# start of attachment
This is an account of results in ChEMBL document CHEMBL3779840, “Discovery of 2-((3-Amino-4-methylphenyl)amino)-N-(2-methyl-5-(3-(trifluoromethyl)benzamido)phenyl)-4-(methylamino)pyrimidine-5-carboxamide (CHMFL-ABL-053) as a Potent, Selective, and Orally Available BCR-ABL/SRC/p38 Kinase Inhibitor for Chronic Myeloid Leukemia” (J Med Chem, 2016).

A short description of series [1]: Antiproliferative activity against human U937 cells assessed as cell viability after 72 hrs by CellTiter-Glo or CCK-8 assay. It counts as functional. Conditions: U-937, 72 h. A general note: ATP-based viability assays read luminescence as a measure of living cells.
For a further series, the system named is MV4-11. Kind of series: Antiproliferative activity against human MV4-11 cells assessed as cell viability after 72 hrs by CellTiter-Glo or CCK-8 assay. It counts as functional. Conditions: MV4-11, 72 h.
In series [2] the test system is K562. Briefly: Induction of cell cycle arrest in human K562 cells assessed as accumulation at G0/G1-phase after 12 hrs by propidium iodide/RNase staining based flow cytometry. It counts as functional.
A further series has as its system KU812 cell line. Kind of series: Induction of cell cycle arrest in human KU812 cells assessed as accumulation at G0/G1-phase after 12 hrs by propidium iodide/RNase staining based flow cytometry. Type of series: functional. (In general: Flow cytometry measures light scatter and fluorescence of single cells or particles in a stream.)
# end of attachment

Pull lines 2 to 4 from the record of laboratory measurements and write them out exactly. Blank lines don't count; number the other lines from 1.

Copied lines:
A short description of series [1]: Antiproliferative activity against human U937 cells assessed as cell viability after 72 hrs by CellTiter-Glo or CCK-8 assay. It counts as functional. Conditions: U-937, 72 h. A general note: ATP-based viability assays read luminescence as a measure of living cells.
For a further series, the system named is MV4-11. Kind of series: Antiproliferative activity against human MV4-11 cells assessed as cell viability after 72 hrs by CellTiter-Glo or CCK-8 assay. It counts as functional. Conditions: MV4-11, 72 h.
In series [2] the test system is K562. Briefly: Induction of cell cycle arrest in human K562 cells assessed as accumulation at G0/G1-phase after 12 hrs by propidium iodide/RNase staining based flow cytometry. It counts as functional.